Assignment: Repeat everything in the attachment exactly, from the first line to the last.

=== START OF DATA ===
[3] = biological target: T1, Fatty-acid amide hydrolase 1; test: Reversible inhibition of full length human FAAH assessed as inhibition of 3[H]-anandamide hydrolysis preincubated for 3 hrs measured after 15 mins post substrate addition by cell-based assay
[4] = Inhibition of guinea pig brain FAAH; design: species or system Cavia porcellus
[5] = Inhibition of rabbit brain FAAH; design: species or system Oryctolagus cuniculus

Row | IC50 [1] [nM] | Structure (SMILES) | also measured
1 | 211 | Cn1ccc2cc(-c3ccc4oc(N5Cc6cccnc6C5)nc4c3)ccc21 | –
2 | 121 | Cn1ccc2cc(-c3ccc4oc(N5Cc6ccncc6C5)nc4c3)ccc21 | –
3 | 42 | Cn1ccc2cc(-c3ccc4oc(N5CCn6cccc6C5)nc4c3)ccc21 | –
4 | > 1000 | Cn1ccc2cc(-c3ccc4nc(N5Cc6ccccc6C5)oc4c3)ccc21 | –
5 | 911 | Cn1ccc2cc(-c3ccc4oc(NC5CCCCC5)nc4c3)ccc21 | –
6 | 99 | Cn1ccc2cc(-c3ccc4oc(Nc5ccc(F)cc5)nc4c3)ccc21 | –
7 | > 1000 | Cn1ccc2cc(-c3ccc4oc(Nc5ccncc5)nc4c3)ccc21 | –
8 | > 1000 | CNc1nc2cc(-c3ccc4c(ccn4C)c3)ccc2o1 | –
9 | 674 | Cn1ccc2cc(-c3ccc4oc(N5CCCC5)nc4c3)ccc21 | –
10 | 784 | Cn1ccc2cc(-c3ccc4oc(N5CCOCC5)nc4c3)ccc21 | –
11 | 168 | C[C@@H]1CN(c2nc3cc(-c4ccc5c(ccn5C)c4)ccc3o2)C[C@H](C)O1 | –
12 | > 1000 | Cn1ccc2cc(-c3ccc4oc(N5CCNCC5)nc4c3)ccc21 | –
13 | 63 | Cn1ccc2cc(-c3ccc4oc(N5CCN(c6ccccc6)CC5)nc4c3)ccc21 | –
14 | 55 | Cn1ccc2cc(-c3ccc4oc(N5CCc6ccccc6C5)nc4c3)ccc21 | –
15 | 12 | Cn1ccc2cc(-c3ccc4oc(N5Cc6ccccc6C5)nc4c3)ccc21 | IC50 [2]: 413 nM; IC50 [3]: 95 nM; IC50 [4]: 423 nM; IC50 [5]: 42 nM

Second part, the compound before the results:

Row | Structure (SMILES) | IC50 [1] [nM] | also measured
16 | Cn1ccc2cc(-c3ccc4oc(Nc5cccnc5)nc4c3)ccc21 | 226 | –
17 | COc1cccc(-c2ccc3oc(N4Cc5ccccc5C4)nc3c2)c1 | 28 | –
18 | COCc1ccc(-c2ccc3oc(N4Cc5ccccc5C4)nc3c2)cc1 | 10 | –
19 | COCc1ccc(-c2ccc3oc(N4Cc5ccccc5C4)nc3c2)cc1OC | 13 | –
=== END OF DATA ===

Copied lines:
[3] = biological target: T1, Fatty-acid amide hydrolase 1; test: Reversible inhibition of full length human FAAH assessed as inhibition of 3[H]-anandamide hydrolysis preincubated for 3 hrs measured after 15 mins post substrate addition by cell-based assay
[4] = Inhibition of guinea pig brain FAAH; design: species or system Cavia porcellus
[5] = Inhibition of rabbit brain FAAH; design: species or system Oryctolagus cuniculus

Row | IC50 [1] [nM] | Structure (SMILES) | also measured
1 | 211 | Cn1ccc2cc(-c3ccc4oc(N5Cc6cccnc6C5)nc4c3)ccc21 | –
2 | 121 | Cn1ccc2cc(-c3ccc4oc(N5Cc6ccncc6C5)nc4c3)ccc21 | –
3 | 42 | Cn1ccc2cc(-c3ccc4oc(N5CCn6cccc6C5)nc4c3)ccc21 | –
4 | > 1000 | Cn1ccc2cc(-c3ccc4nc(N5Cc6ccccc6C5)oc4c3)ccc21 | –
5 | 911 | Cn1ccc2cc(-c3ccc4oc(NC5CCCCC5)nc4c3)ccc21 | –
6 | 99 | Cn1ccc2cc(-c3ccc4oc(Nc5ccc(F)cc5)nc4c3)ccc21 | –
7 | > 1000 | Cn1ccc2cc(-c3ccc4oc(Nc5ccncc5)nc4c3)ccc21 | –
8 | > 1000 | CNc1nc2cc(-c3ccc4c(ccn4C)c3)ccc2o1 | –
9 | 674 | Cn1ccc2cc(-c3ccc4oc(N5CCCC5)nc4c3)ccc21 | –
10 | 784 | Cn1ccc2cc(-c3ccc4oc(N5CCOCC5)nc4c3)ccc21 | –
11 | 168 | C[C@@H]1CN(c2nc3cc(-c4ccc5c(ccn5C)c4)ccc3o2)C[C@H](C)O1 | –
12 | > 1000 | Cn1ccc2cc(-c3ccc4oc(N5CCNCC5)nc4c3)ccc21 | –
13 | 63 | Cn1ccc2cc(-c3ccc4oc(N5CCN(c6ccccc6)CC5)nc4c3)ccc21 | –
14 | 55 | Cn1ccc2cc(-c3ccc4oc(N5CCc6ccccc6C5)nc4c3)ccc21 | –
15 | 12 | Cn1ccc2cc(-c3ccc4oc(N5Cc6ccccc6C5)nc4c3)ccc21 | IC50 [2]: 413 nM; IC50 [3]: 95 nM; IC50 [4]: 423 nM; IC50 [5]: 42 nM

Second part, the compound before the results:

Row | Structure (SMILES) | IC50 [1] [nM] | also measured
16 | Cn1ccc2cc(-c3ccc4oc(Nc5cccnc5)nc4c3)ccc21 | 226 | –
17 | COc1cccc(-c2ccc3oc(N4Cc5ccccc5C4)nc3c2)c1 | 28 | –
18 | COCc1ccc(-c2ccc3oc(N4Cc5ccccc5C4)nc3c2)cc1 | 10 | –
19 | COCc1ccc(-c2ccc3oc(N4Cc5ccccc5C4)nc3c2)cc1OC | 13 | –